Exercise: Transform the set of formulas $\{p, p→((q ∨r)∧¬ (q ∧r)), p→((s ∨t)∧¬ (s ∧t )), s→q, ¬r→t, t→s \}$ into clausal form and refute using resolution.


Clausal form: $S=\{(1)p,\overline pqr,\overline p\, \overline q\,\overline r,\overline sq,rt,\overline ts,\overline pst,(8)\overline p\,\overline s\,\overline t\}$

Using resolution:

(9) $q\overline t\ $ 4,6

(10) $\overline p\, \overline t\,\overline r\ $ 3,9

(11)$\overline r\overline t\ $ 1,10

(12)$\overline pq\overline t\ $ 11,2

(13)$\overline pqr\ $ 12,5

(14) ?

I'm stuck here since the only available clausal are (7) and (8) but none can be used with (13) i.e. the $\fbox {}$ cannot be derived by (13) with (7) or (8).

What do I do to solve this problem?

Any help for solving this problem is really appreciated.

This is the algorithm

Algorithm 4.18 (Resolution procedure) Input: A set of clauses S. Output: S is satisfiable or unsatisfiable. Let S be a set of clauses and define $S_0 = S.$ Repeat the following steps to obtain $S_{i+1}$ from $S_i$ until the procedure terminates as defined below:

• Choose a pair of clashing clauses ${C1,C2} ⊆ S_i$ that has not been chosen before.

• Compute C = Res(C1,C2) according to the resolution rule.

• If C is not a trivial clause, let $S_{i+1} = S_i ∪ {C};$ otherwise, $S_{i+1} = S_i $.

Terminate the procedure if:

• $C =\fbox{} $

• All pairs of clashing clauses have be resolved.


2 Answers 2


You are stuck because you are under the impression that you can use any clause just once, but that is not true: you can use any clause any number of times.

Also, here is a useful strategy: always try to use clauses that have a single literal if you can. So, for example, since you have clause $p$, resolve that with any of the clauses that have $p'$

  • $\begingroup$ You say I can use any clause any number of times, so what is the meaning of the first bullet in the algorithm? $\endgroup$ Mar 30, 2018 at 17:34
  • $\begingroup$ @Michelle It is a pair that has not been chosen before. Which makes sense, since if you resolve on a pair you've used before, you get the same result as before. But, reusing one clause, but combing it with a different clause gives you a new pair, and hence possibly a new resolvent clause. For example, combining $1$ and $2$ gives you $qr$, while combining $1$ and $3$ gives you $q'r'$, and that's new. Indeed, the pair 1 and 3 is not the same pair as 1 and 2 $\endgroup$
    – Bram28
    Mar 30, 2018 at 17:35
  • $\begingroup$ oh you're right I misunderstood pair with clause. Thanks for the strategy bwt :) $\endgroup$ Mar 30, 2018 at 17:48
  • 1
    $\begingroup$ @Michelle You're welcome! :) The strategy is called 'unit literal reduction', since with a singleton/'unit' clause, all clauses that contain the complement of that literal will get reduced in size .. which is why it is such a useful strategy! $\endgroup$
    – Bram28
    Mar 30, 2018 at 17:51

Tip: Pick literals in strategic order, or alphabetic, then consecutively resolve all pairs of clauses with conflicts in that literal, until no more unresolved conflicts in that literal remain (or you encounter an empty clause).   Then repeat for the remaining literals.   Thus ensuring that if you don't terminate you will have resolved all conflicting pairs, as the algorithm directs.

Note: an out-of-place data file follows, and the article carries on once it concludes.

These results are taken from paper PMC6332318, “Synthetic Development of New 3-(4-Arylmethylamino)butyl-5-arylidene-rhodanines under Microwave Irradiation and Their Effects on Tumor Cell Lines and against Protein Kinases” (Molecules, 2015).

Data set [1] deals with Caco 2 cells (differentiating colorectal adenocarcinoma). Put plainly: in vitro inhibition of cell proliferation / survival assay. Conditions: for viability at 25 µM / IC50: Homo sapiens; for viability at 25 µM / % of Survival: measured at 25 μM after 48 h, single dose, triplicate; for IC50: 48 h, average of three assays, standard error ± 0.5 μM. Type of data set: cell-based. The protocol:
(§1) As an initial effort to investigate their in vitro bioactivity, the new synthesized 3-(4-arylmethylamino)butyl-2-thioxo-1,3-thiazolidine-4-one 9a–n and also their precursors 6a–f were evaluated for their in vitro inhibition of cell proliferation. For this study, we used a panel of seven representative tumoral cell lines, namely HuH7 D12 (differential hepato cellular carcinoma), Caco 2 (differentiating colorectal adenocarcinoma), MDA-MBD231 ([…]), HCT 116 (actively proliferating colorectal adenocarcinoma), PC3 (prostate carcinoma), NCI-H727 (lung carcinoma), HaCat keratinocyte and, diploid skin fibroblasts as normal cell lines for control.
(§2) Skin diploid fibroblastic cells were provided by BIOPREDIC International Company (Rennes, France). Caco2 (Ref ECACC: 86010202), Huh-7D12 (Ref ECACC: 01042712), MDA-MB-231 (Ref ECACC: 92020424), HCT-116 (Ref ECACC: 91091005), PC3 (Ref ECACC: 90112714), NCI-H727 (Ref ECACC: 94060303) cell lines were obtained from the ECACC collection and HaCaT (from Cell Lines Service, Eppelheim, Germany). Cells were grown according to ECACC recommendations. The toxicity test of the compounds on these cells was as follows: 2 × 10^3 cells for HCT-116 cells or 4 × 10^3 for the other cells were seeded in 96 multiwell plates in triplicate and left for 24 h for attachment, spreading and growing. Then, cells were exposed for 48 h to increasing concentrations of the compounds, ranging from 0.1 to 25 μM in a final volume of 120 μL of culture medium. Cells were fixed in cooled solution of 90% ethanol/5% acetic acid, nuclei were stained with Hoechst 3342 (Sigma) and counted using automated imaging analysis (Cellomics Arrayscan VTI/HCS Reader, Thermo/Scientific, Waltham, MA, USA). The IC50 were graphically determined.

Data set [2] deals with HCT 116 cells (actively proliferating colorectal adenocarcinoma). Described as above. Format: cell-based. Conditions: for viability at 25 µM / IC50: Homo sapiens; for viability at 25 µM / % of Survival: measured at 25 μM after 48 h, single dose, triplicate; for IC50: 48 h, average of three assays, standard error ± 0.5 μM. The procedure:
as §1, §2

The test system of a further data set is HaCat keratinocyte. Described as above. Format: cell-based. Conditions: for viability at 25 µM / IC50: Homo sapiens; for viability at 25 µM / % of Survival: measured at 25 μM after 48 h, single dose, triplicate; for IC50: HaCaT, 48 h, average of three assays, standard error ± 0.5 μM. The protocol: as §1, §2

$\{p, p→((q ∨r)∧¬ (q ∧r)), p→((s ∨t)∧¬ (s ∧t )), s→q, ¬r→t, t→s \}$ into clausal form and refute using resolution.

$\{p, (\overline p, q , r), (\overline p, \overline q , \overline r), (\overline p,s,t), (\overline p,\overline s,\overline t), (\overline s,q), (r,t), (\overline t, s) \}$

Clearly the first move is to resolve away all pairs of $p$ vs $\overline p$ conflicts.

Notice: $\{p, (\overline p, q , r)\}, \{p, (\overline p, \overline q , \overline r)\}, \{p, (\overline p,s,t)\}, \{p, (\overline p,\overline s,\overline t)\}$ are all distinct pairs despite containing the same literal.

$\{(q , r), (\overline q , \overline r), (s,t), (\overline s,\overline t), (\overline s,q), (r,t), (\overline t, s) \}$


$\{(q, r), (q,\overline s),(\overline q,\overline r),(r,t),(s,t),(s,\overline t),(\overline s,\overline t)\}$

Resolve away all the $q$ vs $\overline q$ conflicts

$\{(\overline r,\overline s),(r,t),(s,t),(s,\overline t),(\overline s,\overline t)\}$

Resolve away all the $r$ vs $\overline r$

$\{(\overline s,t),(s,t),(s,\overline t),(\overline s,\overline t)\}$

Resolve those $s$

$\{(t),(\overline t)\}$

Which is more clearly a contradiction, but resolve to an empty clause anyway.


  • $\begingroup$ In this exercise you used alphabetic order, How would it be with strategic order? $\endgroup$ Mar 30, 2018 at 17:54
  • $\begingroup$ Strategy would simply be picking the easiest to eliminate ($p$ was) or if possible a literal which seems likely to produce a contradiction. $\endgroup$ Mar 30, 2018 at 19:23

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